Scripture Text: Romans 10:11-13

Salvation for Everyone (MP3)

Salvation for Everyone (Sermon Text)

Introduction

There is a problem in the church today. Maybe you have noticed it. Churches have become inclusive, internally focused people who have forgotten who they are or what they should be doing. Many churches have become members only clubs that are focused on themselves and what they want at the expense of reaching others for Christ. Some do not even welcome others into their community. Many churches have become family chapels that are based on the bloodline of founding members rather than the blood of Jesus Christ. It is a shame when that happens, as God’s Word affirms many times that He desires all people to be saved and by extension of that, a part of His Church. God did not send His Son to die on a cross so that we can decide who is in and who is out. If it is His Church, then He determines who we are, who belongs, and what we do. Unfortunately, many have forgotten that the Church belongs to Christ, not to us!

In this section of Paul’s letter to the Romans, he has explained the nature of salvation. Last week, we read about two kinds of righteousness. The first is the righteousness that is based on the Law of God. If a person is able to do all that the Law requires, this will lead to life. The problem is that no one is able to live up to the requirements of the Law. Living this way misses the purpose of God’s Law — to show our sin and point us to our Savior. It is meant to lead us to Christ so we can be declared righteous by faith. The other kind of righteousness is based on faith. It does not require superhuman efforts to reach God. Faith is readily available for those who will simply believe and confess that Jesus is Lord. Within this chapter is one of the most helpful passages for pointing people to the way of salvation by confessing Jesus Christ as Lord and believing God raised Him from the dead. The passage today continues that wonderful promise and affirms another truth — salvation is for everyone who will call on Him.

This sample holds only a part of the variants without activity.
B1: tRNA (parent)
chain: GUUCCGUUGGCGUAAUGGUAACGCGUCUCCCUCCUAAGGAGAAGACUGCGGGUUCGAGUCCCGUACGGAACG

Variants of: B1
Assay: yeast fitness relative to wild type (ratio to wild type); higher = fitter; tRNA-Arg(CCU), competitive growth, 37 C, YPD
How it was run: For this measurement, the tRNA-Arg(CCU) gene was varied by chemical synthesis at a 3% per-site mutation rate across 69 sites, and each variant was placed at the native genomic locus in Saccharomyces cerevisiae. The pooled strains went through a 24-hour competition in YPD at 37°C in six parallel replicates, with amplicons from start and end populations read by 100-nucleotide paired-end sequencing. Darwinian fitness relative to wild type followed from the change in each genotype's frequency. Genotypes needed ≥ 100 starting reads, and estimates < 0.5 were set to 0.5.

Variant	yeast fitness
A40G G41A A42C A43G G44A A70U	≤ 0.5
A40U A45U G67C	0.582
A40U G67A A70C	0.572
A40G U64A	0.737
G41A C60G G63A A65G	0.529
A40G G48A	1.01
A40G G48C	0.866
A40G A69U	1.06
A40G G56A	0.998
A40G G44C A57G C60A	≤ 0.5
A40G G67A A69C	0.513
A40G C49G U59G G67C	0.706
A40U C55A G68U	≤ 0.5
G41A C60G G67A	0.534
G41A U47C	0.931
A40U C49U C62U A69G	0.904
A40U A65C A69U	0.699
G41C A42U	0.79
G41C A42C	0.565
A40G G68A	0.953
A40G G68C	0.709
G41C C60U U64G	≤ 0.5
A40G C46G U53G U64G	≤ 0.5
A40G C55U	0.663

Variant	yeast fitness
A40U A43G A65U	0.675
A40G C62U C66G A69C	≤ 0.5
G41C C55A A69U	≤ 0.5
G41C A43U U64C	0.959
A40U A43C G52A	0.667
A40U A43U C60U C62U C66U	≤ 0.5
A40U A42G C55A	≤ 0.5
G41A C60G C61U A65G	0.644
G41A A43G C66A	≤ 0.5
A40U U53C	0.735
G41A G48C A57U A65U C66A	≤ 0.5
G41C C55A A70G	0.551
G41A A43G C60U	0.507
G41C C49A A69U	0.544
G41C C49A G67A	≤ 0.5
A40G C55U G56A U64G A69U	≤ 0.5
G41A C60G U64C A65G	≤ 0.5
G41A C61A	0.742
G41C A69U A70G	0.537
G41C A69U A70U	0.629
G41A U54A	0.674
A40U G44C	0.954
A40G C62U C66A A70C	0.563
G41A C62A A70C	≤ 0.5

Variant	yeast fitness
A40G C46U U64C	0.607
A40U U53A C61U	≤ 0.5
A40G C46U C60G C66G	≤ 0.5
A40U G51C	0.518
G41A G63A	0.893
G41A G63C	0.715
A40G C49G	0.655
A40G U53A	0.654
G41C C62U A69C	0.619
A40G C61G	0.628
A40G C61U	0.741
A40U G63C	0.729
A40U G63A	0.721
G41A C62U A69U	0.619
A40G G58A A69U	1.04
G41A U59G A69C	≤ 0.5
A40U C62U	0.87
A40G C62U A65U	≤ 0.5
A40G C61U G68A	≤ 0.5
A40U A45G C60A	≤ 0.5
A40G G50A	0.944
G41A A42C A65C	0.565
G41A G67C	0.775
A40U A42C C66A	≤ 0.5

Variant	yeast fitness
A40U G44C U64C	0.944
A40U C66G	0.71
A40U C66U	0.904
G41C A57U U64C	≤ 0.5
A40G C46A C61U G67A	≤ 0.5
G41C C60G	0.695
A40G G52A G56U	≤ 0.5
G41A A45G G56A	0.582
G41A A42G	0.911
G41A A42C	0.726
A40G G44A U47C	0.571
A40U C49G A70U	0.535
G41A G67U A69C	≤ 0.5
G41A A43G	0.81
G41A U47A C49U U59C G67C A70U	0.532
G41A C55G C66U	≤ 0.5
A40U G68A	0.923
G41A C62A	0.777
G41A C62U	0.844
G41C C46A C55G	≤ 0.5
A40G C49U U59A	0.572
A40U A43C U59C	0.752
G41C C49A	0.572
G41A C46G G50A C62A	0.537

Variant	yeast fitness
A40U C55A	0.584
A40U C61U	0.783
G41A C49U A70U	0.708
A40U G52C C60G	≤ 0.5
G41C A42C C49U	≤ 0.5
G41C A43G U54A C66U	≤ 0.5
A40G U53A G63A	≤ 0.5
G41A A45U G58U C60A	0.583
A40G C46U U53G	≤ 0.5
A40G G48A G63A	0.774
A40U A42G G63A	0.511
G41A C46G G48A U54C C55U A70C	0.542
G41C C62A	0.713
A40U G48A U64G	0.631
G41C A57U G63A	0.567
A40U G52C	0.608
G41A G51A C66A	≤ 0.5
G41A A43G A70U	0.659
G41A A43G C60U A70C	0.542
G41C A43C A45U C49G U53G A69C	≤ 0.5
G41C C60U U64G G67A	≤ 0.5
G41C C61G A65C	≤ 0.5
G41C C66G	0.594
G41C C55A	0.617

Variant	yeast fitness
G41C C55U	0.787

The Condition and the Cure is the Same for All

What is the mission of the Church? It is to tell others how to glorify God. Why is this our mission? It is God’s mission and we are His people who are called to fulfill His mission. God has been seeking people to call His own for a very long time. Unfortunately, people get in the way of God’s work and try to make it complicated. Throughout history, Christians would segregate people by race or wealth or status. Some would make distinctions between groups of people. In this passage, Paul appealed to Scripture to show that God makes no distinction between people. Paul quoted the prophet Isaiah (Isaiah 28:16) to show that the gift of salvation is for anyone who will receive it. He used the Word of God, the very words that the Israelites should have known, to show that God offers salvation to both Jews and Gentiles. Look at verses eleven and twelve.

Romans 10:11-12 11 For the Scripture says, “Everyone who believes in him will not be put to shame.” 12 For there is no distinction between Jew and Greek; for the same Lord is Lord of all, bestowing his riches on all who call on him.

This was good news to non-Jewish people, who were excluded from the Jews. Why is there no distinction between people? It is because every person in the world has the same condition, the same human nature, which is sin. Not one person, except for Jesus, was born without this condition. Paul affirmed this fact earlier in the letter.

Romans 3:22–24 22 …For there is no distinction: 23 for all have sinned and fall short of the glory of God, 24 and are justified by his grace as a gift, through the redemption that is in Christ Jesus,

All have sinned and fall short of God’s glory. If we stopped there, we would be in a pitiful state. We would have no hope, but thanks be to God, there is more to the story. The sin condition of mankind is universal. We all have it. Because the sin condition is universal, the solution for that condition is also universal — it applies to everyone. This is a universal offer of salvation to everyone, not a universal declaration of salvation of everyone. Some believe that everyone in the world will be saved by virtue of God’s grace. That is not what this passage says. This passage says the offer of salvation is open to anyone who comes in faith to Jesus Christ. All anyone must do is confess Jesus is Lord and believe that God raised Him from the grave. If they do this, they will not be disappointed on the last day when God judges who goes to heaven for everlasting peace and joy and those who will depart from Him to everlasting punishment.